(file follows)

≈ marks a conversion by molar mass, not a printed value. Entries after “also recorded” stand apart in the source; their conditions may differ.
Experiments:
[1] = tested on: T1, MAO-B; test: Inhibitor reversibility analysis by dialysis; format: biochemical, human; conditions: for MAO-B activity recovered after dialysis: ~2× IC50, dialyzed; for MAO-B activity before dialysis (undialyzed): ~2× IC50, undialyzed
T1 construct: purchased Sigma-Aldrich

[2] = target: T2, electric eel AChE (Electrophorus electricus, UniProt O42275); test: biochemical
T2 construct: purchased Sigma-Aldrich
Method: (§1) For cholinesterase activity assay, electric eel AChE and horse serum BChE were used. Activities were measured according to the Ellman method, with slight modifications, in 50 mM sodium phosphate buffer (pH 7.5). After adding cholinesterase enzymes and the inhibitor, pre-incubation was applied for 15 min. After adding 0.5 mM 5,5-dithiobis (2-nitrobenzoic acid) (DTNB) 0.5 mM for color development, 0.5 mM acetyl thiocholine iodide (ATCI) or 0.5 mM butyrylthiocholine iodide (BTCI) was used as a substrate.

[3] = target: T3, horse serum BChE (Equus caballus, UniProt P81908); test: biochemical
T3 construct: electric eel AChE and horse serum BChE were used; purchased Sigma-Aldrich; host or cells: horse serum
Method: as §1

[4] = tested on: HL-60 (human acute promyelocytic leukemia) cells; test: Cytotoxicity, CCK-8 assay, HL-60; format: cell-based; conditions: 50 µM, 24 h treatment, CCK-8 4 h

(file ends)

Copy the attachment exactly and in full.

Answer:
≈ marks a conversion by molar mass, not a printed value. Entries after “also recorded” stand apart in the source; their conditions may differ.
Experiments:
[1] = tested on: T1, MAO-B; test: Inhibitor reversibility analysis by dialysis; format: biochemical, human; conditions: for MAO-B activity recovered after dialysis: ~2× IC50, dialyzed; for MAO-B activity before dialysis (undialyzed): ~2× IC50, undialyzed
T1 construct: purchased Sigma-Aldrich

[2] = target: T2, electric eel AChE (Electrophorus electricus, UniProt O42275); test: biochemical
T2 construct: purchased Sigma-Aldrich
Method: (§1) For cholinesterase activity assay, electric eel AChE and horse serum BChE were used. Activities were measured according to the Ellman method, with slight modifications, in 50 mM sodium phosphate buffer (pH 7.5). After adding cholinesterase enzymes and the inhibitor, pre-incubation was applied for 15 min. After adding 0.5 mM 5,5-dithiobis (2-nitrobenzoic acid) (DTNB) 0.5 mM for color development, 0.5 mM acetyl thiocholine iodide (ATCI) or 0.5 mM butyrylthiocholine iodide (BTCI) was used as a substrate.

[3] = target: T3, horse serum BChE (Equus caballus, UniProt P81908); test: biochemical
T3 construct: electric eel AChE and horse serum BChE were used; purchased Sigma-Aldrich; host or cells: horse serum
Method: as §1

[4] = tested on: HL-60 (human acute promyelocytic leukemia) cells; test: Cytotoxicity, CCK-8 assay, HL-60; format: cell-based; conditions: 50 µM, 24 h treatment, CCK-8 4 h